You might need to adjust the oily skin products you use throughout the year, too. For example, your skin might feel dry during the winter. In the summer, you might need lightweight moisturizers instead. 

Choosing the right oily skin products can make a major difference on your skin. 

4. Environment

Where you live, along with the time of year, can impact your skin health as well.

You might have oily skin if you live in a hot, humid climate. You're also more likely to notice excess skin oil in the summer months. 

Consider adjusting your routine to minimize skin oils. Try to avoid high heat and humidity.

Otherwise, use blotting sheets throughout the day to minimize the excess oil on your skin. You can use foundation or moisturizer to soak up extra oils, too. 

5. Neglecting Sunscreen

As part of your skincare routine, make sure you're wearing sunscreen throughout the day. Without it, your skin might dry out. When your skin dries, your body reacts by producing more oily.

Make sure you apply sunscreen every day. If you sweat it off, reapply it. 

6. Large Pores

Your pores can start to stretch due to breakouts, weight fluctuations, and age. Large pores are more likely to produce excess skin oil.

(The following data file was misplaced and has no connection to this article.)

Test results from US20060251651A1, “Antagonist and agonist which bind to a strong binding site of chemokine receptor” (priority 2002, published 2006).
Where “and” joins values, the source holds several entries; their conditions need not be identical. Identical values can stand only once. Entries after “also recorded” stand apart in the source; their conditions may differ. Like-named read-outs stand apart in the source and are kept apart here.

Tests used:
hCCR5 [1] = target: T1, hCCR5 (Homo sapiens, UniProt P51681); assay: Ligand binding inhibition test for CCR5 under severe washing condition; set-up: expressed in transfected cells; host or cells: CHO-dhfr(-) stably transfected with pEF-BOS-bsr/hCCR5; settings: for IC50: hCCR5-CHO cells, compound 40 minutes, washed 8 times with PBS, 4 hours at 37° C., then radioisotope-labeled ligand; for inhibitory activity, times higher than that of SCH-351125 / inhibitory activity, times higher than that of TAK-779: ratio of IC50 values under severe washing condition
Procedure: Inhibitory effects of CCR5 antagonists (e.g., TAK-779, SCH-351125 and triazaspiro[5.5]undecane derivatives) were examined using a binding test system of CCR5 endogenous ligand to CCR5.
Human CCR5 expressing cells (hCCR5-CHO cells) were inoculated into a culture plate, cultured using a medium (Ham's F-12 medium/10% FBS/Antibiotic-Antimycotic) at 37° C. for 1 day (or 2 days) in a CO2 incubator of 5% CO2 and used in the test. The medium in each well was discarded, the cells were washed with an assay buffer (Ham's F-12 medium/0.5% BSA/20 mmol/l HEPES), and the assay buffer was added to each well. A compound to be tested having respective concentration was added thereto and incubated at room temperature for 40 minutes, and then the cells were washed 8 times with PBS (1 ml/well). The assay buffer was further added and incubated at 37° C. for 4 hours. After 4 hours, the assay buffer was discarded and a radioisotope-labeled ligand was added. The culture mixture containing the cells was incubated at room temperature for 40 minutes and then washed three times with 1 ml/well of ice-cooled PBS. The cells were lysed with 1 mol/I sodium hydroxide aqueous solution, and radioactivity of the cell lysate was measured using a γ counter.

You can't shrink your pores, though. Instead, take extra care to blot your face throughout the day. 

7. Overdoing It

Once you develop your skincare routine, make sure to avoid overdoing it. Otherwise, washing and exfoliating too often can cause oily skin.

When you wash and exfoliate, you're stripping away oil from your skin. Your sebaceous glands might go into emergency mode as a result. They might try to make up for the loss by creating more oil.

You could develop oily skin as a result.

Make sure you're only washing your skin twice a day.

8. Neglecting Moisturizer

Some people make the mistake of thinking moisturizer causes oily skin. That's not the case.

If you're using products that contain benzoyl peroxide or salicylic acid, your skin could dry out. You need to use a good moisturizer.

Otherwise, your skin will produce more oils.

Look for a lightweight, water-based moisturizer. These oily skin products can help you avoid excess oil production. Look for products that are labeled as "oil-free," too.

9. Hormonal Changes

Androgens are hormones that can fluctuate, leading to increased sebum production. This can occur during puberty or before menstruation. 

10. Poor Diet

Try to avoid indulging in foods that are high in refined carbs, dairy, and sugar. Otherwise, these foods can lead to overactive sebum production. 


Want to put an end to your excess skin oil? Consider consulting a professional dermatologist.

They can assess your skin health and help you develop a customized plan with your medical and cosmetic needs in mind.  

Goodbye, Excess Skin Oil: Discover Healthier Skin Today

You don't have to keep living with excess skin oil. Instead, take the time to determine what's causing your oily skin. Then, make lifestyle changes to help you minimize oil production.

Remember, consulting a dermatologist can help.

Eager to schedule your first appointment? We can't wait to see you.

Contact us today to get started.